“I tell you, I was talking about this the other day to somebody who works in television,” Suzi Perry, a motorsport broadcaster, begins.
“We were discussing how different television presenting jobs are. They are literally night and day between shiny floor entertainment and autocue sport presenting.
“She works for Sky and she was saying people that work in entertainment were coming to look at how sports presenters work because it is completely different.”
Broadcasting is notoriously tough. But when you mix in live sport, where just about anything can happen, the bar gets raised even higher. You have to think and act on your feet, as well as making what you are saying appear extremely effortless. It is a juggling act and one you must perfect in order to make easy viewing.
Suzi Perry, who has worked in the profession for over 21-years, insists that you “just have to be yourself” which, of course, comes from knowing all of your facts. Granted that is no easy task in the ever-changing world of motorsport.
“I think the biggest challenge is always getting the story right,” Perry tells me. “I think in the media people are so fraught to get there first, but it is more important to get the facts straight.
“For me, the biggest challenge is getting the story right and then after that what you want to do is – in a sports area what you’re supposed to do is create entertainment – so you want to make it entertaining as well.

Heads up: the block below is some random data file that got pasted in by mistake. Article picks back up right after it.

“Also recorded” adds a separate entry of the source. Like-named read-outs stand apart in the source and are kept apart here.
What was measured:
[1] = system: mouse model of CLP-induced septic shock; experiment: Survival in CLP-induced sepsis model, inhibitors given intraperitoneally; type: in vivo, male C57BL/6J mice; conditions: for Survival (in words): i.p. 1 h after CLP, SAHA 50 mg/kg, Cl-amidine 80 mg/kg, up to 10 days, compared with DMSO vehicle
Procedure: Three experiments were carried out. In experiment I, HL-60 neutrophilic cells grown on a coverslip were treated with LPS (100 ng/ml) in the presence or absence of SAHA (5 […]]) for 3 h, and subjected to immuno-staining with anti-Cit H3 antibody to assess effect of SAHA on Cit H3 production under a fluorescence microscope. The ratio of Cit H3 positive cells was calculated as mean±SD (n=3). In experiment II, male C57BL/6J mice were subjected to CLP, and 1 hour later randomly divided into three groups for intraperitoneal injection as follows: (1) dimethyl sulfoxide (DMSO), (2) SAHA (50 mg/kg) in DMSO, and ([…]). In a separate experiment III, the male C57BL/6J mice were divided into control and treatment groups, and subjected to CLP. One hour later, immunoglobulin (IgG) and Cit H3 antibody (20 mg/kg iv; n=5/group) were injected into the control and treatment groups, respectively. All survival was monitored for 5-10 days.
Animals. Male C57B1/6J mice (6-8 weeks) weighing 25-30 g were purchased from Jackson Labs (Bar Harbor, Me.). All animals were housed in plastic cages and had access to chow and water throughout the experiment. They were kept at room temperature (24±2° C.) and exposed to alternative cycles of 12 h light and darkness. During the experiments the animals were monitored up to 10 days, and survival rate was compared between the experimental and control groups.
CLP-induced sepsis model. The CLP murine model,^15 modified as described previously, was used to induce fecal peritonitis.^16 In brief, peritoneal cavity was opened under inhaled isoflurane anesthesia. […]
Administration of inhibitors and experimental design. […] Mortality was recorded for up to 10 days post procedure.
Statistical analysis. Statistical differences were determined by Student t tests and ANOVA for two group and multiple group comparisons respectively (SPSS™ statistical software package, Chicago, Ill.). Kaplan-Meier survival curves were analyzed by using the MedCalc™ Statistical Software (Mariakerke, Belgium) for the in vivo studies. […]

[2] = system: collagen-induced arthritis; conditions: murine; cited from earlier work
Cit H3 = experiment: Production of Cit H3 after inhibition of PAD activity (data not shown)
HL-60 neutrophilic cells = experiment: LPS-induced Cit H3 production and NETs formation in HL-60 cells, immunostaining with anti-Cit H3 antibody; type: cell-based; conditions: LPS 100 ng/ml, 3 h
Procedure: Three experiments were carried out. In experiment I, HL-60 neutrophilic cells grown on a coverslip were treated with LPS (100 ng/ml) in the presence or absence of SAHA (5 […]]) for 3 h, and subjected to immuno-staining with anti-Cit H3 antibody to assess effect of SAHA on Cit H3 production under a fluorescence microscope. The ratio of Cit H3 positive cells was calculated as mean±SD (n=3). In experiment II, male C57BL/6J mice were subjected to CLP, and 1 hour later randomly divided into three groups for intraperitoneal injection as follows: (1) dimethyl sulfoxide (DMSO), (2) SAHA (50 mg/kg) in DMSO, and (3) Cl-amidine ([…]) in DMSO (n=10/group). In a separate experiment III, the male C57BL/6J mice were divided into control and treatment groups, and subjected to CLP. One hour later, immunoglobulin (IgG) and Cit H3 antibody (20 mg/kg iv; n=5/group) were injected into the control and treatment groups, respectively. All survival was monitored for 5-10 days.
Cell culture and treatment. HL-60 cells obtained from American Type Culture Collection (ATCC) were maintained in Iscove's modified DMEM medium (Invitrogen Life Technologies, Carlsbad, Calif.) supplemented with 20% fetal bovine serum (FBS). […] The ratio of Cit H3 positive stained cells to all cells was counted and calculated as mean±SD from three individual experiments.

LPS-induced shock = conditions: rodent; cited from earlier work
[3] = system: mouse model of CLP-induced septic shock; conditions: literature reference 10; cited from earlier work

“In order to do that you need to be able to unlock information from whoever you’re talking to. It is finding the right way of getting the information you want in a fun and entertaining way.”
Perry has had a long and successful career in presenting – most notable being the lead figure with BT Sport covering MotoGP and BBC1 presenting Formula 1.
“I wouldn’t say I get nervous but I get a rush of adrenaline and it’s physical. It is a shortness of breath and a slightly shaky hand sometimes.
“It is more about the anticipation of what is about to happen. I am still as excited today presenting as I was 21 years ago when I started.”
Perry acknowledges that she holds a role that many aspire to. Many young girls and boys strive to make a career out of sport presenting.
“When presenting MotoGP, really anything can happen. You cannot call anything. It is all very much about speculation and lots of ifs and buts,” she says.
“You know that you are just going to be treated to an incredible spectacle and you’re lucky enough to have a patch on your neck and you’re right there in the heart of the action. It is an extremely privileged position to be in.”
And the passion you feel is key. Perry believes so, in order to succeed in achieving your dream job. It is an intense and competitive world, but you have to love what you do.
“What you have to do is know your subject. And love your subject. If you do know and love what you are talking about, then you just have to be yourself and that’s it,” she tells me.
“I have given that advice to a few people. Natalie Quirk included, who is now presenting on BT Sport. I met her and she was 14. She came up to me and asked that question when I was in the pits doing Speedway for Sky back then.
“It is nice now how all these years later, those girls are going ‘oh yes, you! Now I am doing this, doing that and writing here.’ It is lovely to meet young girls that want to be involved in media and broadcasting.”
And I could not agree more…